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Personality Stability and Change in Alzheimer’s Disease and Major Depressive Disorder

  • Ada H. ZoharEmail author
Chapter
Part of the Contemporary Clinical Neuroscience book series (CCNE)

Abstract

Background: Is personality a source of resilience and/or diathesis for behavioral disorders? Alternately, are some personality profiles part of the pathology of these disorders? Answers to these questions inform our understanding of personality and the brain and the etiology of behavioral disorders. Our understanding of these issues is constrained in three ways: (1). much of the research is cross-sectional and thus does not allow for inference about precedence or causality. (2). Many behavioral disorders are not curable, and hence we cannot contrast the post-recovery and premorbid personality with that measured while the disorder was present. (3). Different disorders exhibit different relationships with personality. Aims: This chapter explores personality change and stability by focusing on two disorders: Alzheimer’s disease (AD) which has a chronic and progressive course and major depressive disorder (MDD) which is episodic in nature. Both are contrasted with age-appropriate normal development (ND) in controlled studies. These disorders were chosen because they are serious and debilitating but have contrasting courses. Results: Personality profiles do indeed provide protection or increase risk for both disorders. Resilience to both AD and MDD is conferred by high self-directedness and low harm avoidance or, in other terms, low neuroticism and high conscientiousness; and the inverse profile increases risk for both. There is an association between the change in personality and brain pathology and biomarkers of disease progression, suggesting distinct mechanisms of pathophysiology for AD and MDD. The degree of change seen in the course of AD is greater than that seen in MDD and much greater than that seen in ND over development. For MDD personality change is linked to depressive episodes, and although personality changes more in MDD patients than in the ND controls, the change is reversible for patients who respond to therapy. Conclusions: There does seem to be a causal relationship between personality profiles and AD and MDD and between the progression of the disorders and personality change. The extent and pathophysiology need further research and elaboration.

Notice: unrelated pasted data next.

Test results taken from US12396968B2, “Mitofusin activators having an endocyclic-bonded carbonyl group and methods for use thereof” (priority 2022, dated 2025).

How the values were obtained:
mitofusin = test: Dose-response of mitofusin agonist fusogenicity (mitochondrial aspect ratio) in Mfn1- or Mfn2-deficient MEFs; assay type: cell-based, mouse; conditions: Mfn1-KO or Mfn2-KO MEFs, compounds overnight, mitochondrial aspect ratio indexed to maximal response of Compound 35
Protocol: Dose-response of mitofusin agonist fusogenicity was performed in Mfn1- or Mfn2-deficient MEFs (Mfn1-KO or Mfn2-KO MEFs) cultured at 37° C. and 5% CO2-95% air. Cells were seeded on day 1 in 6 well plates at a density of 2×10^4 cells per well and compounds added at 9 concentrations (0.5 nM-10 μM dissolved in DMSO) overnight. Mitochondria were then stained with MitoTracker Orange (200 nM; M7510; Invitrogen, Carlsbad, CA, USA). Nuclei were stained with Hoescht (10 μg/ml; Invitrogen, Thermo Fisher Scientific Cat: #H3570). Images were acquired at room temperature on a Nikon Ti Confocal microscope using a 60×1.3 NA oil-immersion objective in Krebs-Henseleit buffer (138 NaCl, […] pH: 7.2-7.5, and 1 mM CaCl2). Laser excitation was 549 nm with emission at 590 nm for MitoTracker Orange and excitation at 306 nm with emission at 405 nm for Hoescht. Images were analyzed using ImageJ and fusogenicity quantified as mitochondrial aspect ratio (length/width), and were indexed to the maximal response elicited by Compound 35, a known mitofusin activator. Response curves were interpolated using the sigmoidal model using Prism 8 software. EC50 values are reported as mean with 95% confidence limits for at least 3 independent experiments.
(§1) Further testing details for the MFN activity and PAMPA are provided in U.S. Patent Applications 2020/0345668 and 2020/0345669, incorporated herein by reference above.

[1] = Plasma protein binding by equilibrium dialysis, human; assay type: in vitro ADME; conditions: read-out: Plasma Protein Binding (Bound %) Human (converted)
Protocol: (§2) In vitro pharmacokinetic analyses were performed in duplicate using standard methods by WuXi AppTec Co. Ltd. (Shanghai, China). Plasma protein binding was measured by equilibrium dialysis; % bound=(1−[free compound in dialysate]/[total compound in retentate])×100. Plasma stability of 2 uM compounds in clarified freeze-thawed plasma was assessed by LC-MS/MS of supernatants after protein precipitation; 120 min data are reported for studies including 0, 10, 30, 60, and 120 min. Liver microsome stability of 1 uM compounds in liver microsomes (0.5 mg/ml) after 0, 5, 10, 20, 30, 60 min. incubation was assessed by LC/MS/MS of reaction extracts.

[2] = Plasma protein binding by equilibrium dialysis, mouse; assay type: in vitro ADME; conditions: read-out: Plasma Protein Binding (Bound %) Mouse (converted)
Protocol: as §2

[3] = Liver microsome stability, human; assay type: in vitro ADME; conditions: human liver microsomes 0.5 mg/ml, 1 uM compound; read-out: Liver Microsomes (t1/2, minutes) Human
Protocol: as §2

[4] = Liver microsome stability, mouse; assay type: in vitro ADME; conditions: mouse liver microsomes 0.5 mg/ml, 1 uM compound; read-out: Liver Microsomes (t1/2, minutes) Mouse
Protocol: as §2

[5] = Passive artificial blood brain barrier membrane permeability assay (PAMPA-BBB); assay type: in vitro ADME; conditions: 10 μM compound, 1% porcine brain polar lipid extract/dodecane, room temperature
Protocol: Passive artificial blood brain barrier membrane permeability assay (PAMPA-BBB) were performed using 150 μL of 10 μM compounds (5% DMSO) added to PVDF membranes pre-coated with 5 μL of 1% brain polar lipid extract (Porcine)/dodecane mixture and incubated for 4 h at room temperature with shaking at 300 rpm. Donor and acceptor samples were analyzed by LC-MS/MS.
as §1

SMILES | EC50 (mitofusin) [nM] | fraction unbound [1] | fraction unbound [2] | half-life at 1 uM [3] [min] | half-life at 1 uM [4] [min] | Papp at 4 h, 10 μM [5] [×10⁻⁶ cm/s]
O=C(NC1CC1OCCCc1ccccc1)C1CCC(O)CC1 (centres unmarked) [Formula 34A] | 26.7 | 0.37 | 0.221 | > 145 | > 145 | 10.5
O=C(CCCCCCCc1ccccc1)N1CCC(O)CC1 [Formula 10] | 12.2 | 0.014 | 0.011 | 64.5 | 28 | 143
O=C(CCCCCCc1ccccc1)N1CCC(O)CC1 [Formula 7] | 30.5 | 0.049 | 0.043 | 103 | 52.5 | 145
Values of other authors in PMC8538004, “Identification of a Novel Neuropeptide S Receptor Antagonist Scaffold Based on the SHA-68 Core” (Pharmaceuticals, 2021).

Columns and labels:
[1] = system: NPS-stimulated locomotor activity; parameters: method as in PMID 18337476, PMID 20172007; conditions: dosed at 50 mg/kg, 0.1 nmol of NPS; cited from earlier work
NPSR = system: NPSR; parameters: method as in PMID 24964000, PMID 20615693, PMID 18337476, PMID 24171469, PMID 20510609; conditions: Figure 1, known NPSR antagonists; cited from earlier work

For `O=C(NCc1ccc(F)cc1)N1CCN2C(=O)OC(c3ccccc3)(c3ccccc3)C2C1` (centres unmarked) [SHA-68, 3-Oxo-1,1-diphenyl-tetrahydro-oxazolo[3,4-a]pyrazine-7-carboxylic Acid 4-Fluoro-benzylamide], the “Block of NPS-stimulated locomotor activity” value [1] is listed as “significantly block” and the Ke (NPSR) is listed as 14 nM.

Keywords

Personality Change Alzheimer’s disease Major depressive disorder Biomarkers 

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Copyright information

© Springer Nature Switzerland AG 2019

Authors and Affiliations

  1. 1.Graduate Program of Clinical Psychology, Ruppin Academic CenterEmek HeferIsrael

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